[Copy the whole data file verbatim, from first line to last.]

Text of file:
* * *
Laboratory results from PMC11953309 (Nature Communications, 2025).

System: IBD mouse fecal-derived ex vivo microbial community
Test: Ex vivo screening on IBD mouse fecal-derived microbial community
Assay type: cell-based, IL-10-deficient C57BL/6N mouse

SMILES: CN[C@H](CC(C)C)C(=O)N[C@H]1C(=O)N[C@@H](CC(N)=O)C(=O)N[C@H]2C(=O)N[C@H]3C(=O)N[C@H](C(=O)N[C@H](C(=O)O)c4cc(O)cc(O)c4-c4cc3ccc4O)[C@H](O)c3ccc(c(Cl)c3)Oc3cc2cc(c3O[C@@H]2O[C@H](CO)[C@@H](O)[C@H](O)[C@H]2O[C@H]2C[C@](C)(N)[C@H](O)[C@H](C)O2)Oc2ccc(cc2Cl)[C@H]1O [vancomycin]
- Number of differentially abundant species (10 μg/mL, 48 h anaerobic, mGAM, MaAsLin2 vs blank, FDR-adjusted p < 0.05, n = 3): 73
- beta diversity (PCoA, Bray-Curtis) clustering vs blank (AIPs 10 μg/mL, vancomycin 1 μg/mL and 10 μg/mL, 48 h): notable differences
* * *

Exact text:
Laboratory results from PMC11953309 (Nature Communications, 2025).

System: IBD mouse fecal-derived ex vivo microbial community
Test: Ex vivo screening on IBD mouse fecal-derived microbial community
Assay type: cell-based, IL-10-deficient C57BL/6N mouse

SMILES: CN[C@H](CC(C)C)C(=O)N[C@H]1C(=O)N[C@@H](CC(N)=O)C(=O)N[C@H]2C(=O)N[C@H]3C(=O)N[C@H](C(=O)N[C@H](C(=O)O)c4cc(O)cc(O)c4-c4cc3ccc4O)[C@H](O)c3ccc(c(Cl)c3)Oc3cc2cc(c3O[C@@H]2O[C@H](CO)[C@@H](O)[C@H](O)[C@H]2O[C@H]2C[C@](C)(N)[C@H](O)[C@H](C)O2)Oc2ccc(cc2Cl)[C@H]1O [vancomycin]
- Number of differentially abundant species (10 μg/mL, 48 h anaerobic, mGAM, MaAsLin2 vs blank, FDR-adjusted p < 0.05, n = 3): 73
- beta diversity (PCoA, Bray-Curtis) clustering vs blank (AIPs 10 μg/mL, vancomycin 1 μg/mL and 10 μg/mL, 48 h): notable differences